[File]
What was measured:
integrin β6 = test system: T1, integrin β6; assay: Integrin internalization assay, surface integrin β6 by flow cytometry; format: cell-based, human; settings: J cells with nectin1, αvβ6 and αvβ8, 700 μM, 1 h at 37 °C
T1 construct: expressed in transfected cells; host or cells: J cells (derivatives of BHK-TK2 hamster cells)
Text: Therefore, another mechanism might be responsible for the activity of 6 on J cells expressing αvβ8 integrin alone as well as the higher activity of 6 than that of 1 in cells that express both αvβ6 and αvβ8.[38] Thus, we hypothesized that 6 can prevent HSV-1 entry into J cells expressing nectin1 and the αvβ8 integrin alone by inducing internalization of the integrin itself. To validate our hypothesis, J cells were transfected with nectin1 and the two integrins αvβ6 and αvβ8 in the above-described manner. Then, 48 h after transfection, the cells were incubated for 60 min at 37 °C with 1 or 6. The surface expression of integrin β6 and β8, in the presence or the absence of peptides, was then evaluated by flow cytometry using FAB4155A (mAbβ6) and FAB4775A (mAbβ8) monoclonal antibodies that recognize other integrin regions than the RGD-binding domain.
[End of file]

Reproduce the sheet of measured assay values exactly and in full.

What was measured:
integrin β6 = test system: T1, integrin β6; assay: Integrin internalization assay, surface integrin β6 by flow cytometry; format: cell-based, human; settings: J cells with nectin1, αvβ6 and αvβ8, 700 μM, 1 h at 37 °C
T1 construct: expressed in transfected cells; host or cells: J cells (derivatives of BHK-TK2 hamster cells)
Text: Therefore, another mechanism might be responsible for the activity of 6 on J cells expressing αvβ8 integrin alone as well as the higher activity of 6 than that of 1 in cells that express both αvβ6 and αvβ8.[38] Thus, we hypothesized that 6 can prevent HSV-1 entry into J cells expressing nectin1 and the αvβ8 integrin alone by inducing internalization of the integrin itself. To validate our hypothesis, J cells were transfected with nectin1 and the two integrins αvβ6 and αvβ8 in the above-described manner. Then, 48 h after transfection, the cells were incubated for 60 min at 37 °C with 1 or 6. The surface expression of integrin β6 and β8, in the presence or the absence of peptides, was then evaluated by flow cytometry using FAB4155A (mAbβ6) and FAB4775A (mAbβ8) monoclonal antibodies that recognize other integrin regions than the RGD-binding domain.